Sansaku: He Talked Up
We tend to reduce a story to its end, but ends are tricky. Take this three-sentence chapter. It can come at the start or the end of the story. The last line, “I love you.” But we need the first for context. “Sitting alone in a bar, the drunk walked up to her.” The symbolic sentence connects the two, “She hadn’t seen her mother in years.”
There needs to be long dramatic pauses between each of the three sentences. The fractal sentence, “I love you,” is infinitely complex. I’m still writing about Corder. You need to know, he’s been dead forty years and I’ve never known him better.
A story like this is made whole cloth, even when it comes in parts and pieces. He was torn to pieces.
Relationships, mysteriously, can exist out of time and space. They can go on, keep growing. Corder’s in his soul form now. Without him, I’m not sure I could have understood redemption, grace and forgiveness.
Corder died perfectly ripe. He was not a timberline tree like I am. He always drove fast. I like to walk. He told me, “You know I sowed my wild oats. I just didn’t plan on a bumper crop. And, damn, my reapers are all worn out.” We laughed loud and people wondered.
People who didn’t know him, but had heard of him, sometimes called him Dallas. I loved when that happened. Denver looked like a crow and was very opportunistic. This was easy prey.
There’s a father wound in me, where I come from. I can’t see the bottom. Am I good enough? Are you good enough? I had to test him. Are you honest? He gave me the crow stare that seemed to assess how much I could handle.
When I asked about his relationship with Irma, the answer sounded like a line. “Don’t you know? No one can see into another person’s relationship. Your relationship with her isn’t mine.” I got it. Say no more. But I was grateful when he did.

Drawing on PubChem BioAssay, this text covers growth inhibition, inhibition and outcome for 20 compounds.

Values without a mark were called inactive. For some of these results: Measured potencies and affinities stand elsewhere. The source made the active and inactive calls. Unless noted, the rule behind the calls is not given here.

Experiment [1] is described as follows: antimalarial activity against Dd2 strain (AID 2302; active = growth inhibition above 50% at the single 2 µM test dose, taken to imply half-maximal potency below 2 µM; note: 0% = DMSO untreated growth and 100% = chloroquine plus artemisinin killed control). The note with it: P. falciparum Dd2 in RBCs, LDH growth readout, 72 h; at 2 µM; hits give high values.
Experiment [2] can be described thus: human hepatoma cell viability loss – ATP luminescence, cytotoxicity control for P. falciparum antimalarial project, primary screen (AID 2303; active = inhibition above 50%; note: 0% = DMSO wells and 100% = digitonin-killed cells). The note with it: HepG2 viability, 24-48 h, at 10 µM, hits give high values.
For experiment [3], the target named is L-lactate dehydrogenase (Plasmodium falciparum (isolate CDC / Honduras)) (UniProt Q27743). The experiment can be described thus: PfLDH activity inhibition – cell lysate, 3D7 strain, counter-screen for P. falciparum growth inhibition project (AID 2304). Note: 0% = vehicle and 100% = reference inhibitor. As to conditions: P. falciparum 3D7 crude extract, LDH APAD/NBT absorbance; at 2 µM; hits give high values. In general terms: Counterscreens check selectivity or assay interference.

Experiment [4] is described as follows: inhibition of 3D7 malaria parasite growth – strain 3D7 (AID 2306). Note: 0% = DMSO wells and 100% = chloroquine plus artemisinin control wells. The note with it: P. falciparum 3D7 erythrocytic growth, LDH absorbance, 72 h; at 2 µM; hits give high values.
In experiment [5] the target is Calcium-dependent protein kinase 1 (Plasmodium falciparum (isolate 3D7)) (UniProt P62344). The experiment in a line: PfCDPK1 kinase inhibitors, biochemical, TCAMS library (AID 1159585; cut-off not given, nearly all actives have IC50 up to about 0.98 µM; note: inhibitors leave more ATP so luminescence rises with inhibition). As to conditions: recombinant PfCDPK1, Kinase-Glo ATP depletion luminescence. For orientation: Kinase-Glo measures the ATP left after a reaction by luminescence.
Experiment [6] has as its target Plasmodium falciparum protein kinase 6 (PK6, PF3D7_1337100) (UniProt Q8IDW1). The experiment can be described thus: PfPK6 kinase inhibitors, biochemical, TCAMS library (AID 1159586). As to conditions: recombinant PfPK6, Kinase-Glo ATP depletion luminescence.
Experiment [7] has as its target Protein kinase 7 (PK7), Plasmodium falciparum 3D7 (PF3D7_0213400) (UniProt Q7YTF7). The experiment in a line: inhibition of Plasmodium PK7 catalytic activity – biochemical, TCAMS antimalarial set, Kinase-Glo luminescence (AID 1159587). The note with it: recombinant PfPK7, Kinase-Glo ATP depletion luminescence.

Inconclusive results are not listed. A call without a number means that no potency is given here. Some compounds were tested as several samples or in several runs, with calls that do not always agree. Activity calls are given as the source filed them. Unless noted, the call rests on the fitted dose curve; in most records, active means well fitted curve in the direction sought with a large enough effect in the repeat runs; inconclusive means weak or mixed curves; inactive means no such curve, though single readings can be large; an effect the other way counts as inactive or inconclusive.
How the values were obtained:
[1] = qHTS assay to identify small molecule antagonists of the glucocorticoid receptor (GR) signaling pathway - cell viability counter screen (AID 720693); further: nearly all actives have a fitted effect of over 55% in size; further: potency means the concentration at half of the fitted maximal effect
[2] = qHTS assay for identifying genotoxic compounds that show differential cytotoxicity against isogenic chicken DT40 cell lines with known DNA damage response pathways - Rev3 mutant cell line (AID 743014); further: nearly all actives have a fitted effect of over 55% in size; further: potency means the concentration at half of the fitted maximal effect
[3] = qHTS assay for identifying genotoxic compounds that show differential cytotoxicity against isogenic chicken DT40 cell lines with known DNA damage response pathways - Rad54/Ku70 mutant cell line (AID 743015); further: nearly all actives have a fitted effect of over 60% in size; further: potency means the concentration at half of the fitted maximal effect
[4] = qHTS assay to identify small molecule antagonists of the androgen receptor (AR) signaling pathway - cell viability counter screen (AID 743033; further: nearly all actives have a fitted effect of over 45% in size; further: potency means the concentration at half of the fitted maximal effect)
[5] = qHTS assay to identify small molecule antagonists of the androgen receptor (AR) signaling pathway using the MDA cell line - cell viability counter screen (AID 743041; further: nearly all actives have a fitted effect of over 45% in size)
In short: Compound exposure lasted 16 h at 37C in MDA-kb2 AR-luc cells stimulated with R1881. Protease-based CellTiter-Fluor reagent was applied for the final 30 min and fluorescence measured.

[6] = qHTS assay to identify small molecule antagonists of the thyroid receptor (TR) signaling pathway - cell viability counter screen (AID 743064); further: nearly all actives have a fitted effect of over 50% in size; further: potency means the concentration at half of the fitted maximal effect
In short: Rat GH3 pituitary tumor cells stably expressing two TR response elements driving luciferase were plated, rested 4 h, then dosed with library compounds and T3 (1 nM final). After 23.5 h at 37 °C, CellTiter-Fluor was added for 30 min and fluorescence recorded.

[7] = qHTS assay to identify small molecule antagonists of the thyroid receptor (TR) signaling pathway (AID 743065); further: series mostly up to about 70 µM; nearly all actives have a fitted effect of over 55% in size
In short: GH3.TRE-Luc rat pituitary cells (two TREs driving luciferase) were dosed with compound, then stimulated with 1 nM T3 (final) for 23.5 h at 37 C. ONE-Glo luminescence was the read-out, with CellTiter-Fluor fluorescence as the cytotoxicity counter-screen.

Corder didn’t use an alias. He changed his name to Denver. I doubt he made it legal. Garon wrote a homily for his church last week where he told the story of learning his birth certificate was a forgery.
It reads like a mystery and I really should tell the whole story. We all knew who did it. Corder was district attorney when he committed the crime. I’ll always think of his escape to Tombstone as a get-away. Instead of wearing a disguise, he took it off. Hence, Denver.
His parents named him Corder after an uncle, a well-known judge. He was also a well-known drunk. What were they thinking? Corder lived up to his name. He needed to leave it behind.
The piano at the Crystal Palace was against the wall on the side opposite the bar. He had to turn around to see the crowd, which meant he often stopped in the middle of a song.
They didn’t come to hear him play, although they requested song after song. He played them, often making up the words. When someone gave him shit, he had the excuse he was looking for. Not that he needed one.
He’d played Doc Holliday in a cheesy production that’s still being shown in Tombstone and earned him the nickname, Doc. Until I saw that film, I’d never seen him run. It was strange for me to realize, I didn’t know my father. The stories I’d grown up with, re-contextualized.
He was no longer Corder or dad, that was a past incarnation. Luckily, he remembered it well. He never talked down, always up.